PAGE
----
We assume this is a loss making trade. When Newco is sold, it takes the trading losses with it.

The way it works is as follows:

  • Tradeco incorporates a wholly owned subsidiary Newco;
  • Tradeco sells, or hives down the trade to Newco – the consideration can either be left on intercompany loan account, or by issuing new shares;
  • Tradeco then sells Newco to P.

Although there is a company involved, this is substantially an asset sale. Newco is, as the name suggests, brand new, incorporated specifically for the purpose of acquiring the loss making trade before being sold to P. Apart from the trading losses, Newco doesn’t inherit Tradeco’s corporate history.

Newco inherits the losses, on the basis that it was Tradeco’s subsidiary when it acquired the trade 5. These losses are available going forward, provided that there is a reasonable gap between the initial hive down and the share sale 6

Immediately, we can see that there is a problem. The transaction involves the sale of a company, which triggers the “major change” rules. Newco is deemed to stand in Tradeco’s shoes when considering whether the restrictions apply – it isn’t possible to argue that the three year period before the sale should be disregarded on the basis that Newco didn’t exist at this time 7.

Can the restrictions be avoided if Newco transfers the trade intra-group?

Suupose, shortly after acquiring Newco, P arranges for the trade, together with the tax losses, to be transferred to a new subsidiary Q. What is the position if Q were to make major changes? For example:

  • Could Q subsequently buy in assets from other group members – assets that generate sufficient profits to utilise against the losses from the Newco trade?
  • Could Q even buy a profit-making trade from elsewhere in the group, and merge it with Newco’s?8

The argument is that there is no restriction on Q utilising the Newco losses in this way. This is because Q hasn’t changed hands and therefore can’t be subject to the major change rules. The rules  can only apply to the company whose ownership has changed – which is Newco. But since Newco  no longer has the losses,  the restrictions have nothing to bite on.

Trading losses - post acquisition planning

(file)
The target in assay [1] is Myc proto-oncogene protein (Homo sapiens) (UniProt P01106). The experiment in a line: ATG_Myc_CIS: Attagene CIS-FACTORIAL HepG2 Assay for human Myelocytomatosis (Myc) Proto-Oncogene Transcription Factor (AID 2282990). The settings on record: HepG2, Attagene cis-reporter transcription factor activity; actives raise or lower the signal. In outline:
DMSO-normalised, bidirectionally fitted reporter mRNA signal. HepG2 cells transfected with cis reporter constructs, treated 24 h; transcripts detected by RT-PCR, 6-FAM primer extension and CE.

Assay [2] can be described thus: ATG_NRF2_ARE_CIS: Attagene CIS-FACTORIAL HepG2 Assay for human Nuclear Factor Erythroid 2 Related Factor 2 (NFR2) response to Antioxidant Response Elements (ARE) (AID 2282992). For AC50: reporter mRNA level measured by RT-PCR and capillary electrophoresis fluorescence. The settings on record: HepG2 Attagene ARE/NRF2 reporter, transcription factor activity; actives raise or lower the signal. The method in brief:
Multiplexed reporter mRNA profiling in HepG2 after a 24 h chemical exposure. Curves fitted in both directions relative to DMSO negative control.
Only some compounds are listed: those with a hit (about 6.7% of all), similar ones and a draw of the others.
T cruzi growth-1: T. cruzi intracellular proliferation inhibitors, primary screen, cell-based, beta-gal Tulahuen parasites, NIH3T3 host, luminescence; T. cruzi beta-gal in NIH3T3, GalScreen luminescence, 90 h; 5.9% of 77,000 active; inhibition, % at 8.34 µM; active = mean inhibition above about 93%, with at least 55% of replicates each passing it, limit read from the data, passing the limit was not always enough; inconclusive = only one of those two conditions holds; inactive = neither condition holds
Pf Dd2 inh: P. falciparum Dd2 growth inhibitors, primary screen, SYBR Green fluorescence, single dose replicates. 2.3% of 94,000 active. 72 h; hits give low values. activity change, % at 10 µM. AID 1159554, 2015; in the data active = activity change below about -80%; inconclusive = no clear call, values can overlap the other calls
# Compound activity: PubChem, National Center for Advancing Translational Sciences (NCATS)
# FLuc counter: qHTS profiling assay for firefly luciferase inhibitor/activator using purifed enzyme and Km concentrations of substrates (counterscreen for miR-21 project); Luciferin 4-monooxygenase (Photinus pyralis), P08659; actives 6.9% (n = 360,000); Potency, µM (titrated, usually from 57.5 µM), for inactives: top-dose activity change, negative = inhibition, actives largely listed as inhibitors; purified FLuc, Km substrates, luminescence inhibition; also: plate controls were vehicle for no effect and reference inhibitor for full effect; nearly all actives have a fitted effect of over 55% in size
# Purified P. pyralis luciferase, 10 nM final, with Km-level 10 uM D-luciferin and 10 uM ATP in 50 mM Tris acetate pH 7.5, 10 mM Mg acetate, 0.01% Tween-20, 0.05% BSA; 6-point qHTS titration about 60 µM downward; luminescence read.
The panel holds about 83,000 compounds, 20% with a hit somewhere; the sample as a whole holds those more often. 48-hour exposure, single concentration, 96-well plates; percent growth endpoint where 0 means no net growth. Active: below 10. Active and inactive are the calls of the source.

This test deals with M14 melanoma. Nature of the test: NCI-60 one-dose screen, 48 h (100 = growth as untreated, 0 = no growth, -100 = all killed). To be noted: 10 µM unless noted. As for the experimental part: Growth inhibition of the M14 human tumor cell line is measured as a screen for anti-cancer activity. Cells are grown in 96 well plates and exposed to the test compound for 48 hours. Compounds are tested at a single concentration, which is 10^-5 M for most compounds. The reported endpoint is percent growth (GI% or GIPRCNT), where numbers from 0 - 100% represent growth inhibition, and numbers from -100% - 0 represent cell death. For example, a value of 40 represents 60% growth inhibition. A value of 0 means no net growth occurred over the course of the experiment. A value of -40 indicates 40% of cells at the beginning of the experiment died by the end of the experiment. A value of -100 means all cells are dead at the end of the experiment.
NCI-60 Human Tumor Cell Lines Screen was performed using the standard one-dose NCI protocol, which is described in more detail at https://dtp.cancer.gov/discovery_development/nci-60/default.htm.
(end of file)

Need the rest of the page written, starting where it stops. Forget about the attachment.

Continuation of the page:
This argument might have worked until the recent changes in the 2013 Budget. It is no longer possible because Newco is now made to stand in Q’s shoes, just as it was made to stand in Tradeco’s 9.

The key question is:

“Can Newco retain its trading losses after being sold to P?”

And to answer this question we need to ask: “What is Newco’s trade?” This is determined by the following exercise:

  • Looking backwards, we pretend that for the previous three years, Newco was carrying on Tradeco’s trade – even though Newco only came into existence shortly before being sold to P;
  • Looking forwards, we pretend that during the following three years, Newco, carries on Q’s trade as well as its own. So if Q starts to introduce a new trade or buy in other income generating assets, we are in trouble. If, as a result of Q’s activities, Newco is deemed to have undergone a major change in its own trade, the Newco losses are lost, not only to Newco, but to Q as well.

So what questions must P ask if it wants to buy the tax losses?

These are questions to be considered during the due diligence exercise.

  • Has Tradeco become dormant, or is it nearly dormant?
  • What has Tradeco been doing in the last three years?
  • What is P intending to do with respect to the business if it buys Tradeco, or a subsidiary such as Newco? Is this likely to be a major change?

Note that it is quite possible that the tax losses are found to be worthless even before P opens the corporate cheque book. For example, the company may in fact be nearly dormant, or the major change may have already taken place. In these circumstances, P – assuming it still wants to buy – needs to make sure that the price is heavily discounted for the tax losses that will be unavailable.

In Part Two

In Part Two we shall look at what actually constitutes a major change in the nature or conduct of the trade, and shall attempt to see how this might affect a possible takeover of online grocer Ocado.

  1. “Ocado’s options hit by Waitrose clause” – Financial Times 24/25 December 2011 page 10.
  2. CTA 2010 s 674(2).
  3. CTA 2010 s 673(2).
  4. CTA 2010 s 673(3).
  5. CTA 2010 ss 941, 942. The losses are available for carry forward, but are capped to the extent that there are no debts left behind in Tradeco – CTA 2010 s 945.
  6. It is important that Newco begins to carry on the business before it is sold to P – otherwise the losses are lost – CTA 2010 ss 940B(2), 941. See also HMRC Manual CTM06210 Barkers of Malton Ltd v HMRC SpC 689. (We shall look at hive-downs in more detail in a later article).
  7. CTA 2010 ss 674(2), 676, 944(3).
  8. This is slightly tricky. The Newco losses can only be carried forward against profits of the Newco trade. For this to work, it must be argued that the Newco trade remains intact following the merger.
  9. New CTA 2010 s 676(4) to be inserted by FB 2013 Cl 32
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Satwaki Chanda

Satwaki Chanda

Satwaki Chanda is a tax lawyer with a First Class degree in Mathematics. Called to the Bar in 1992, he is the Editor of Tax Notes.
Satwaki Chanda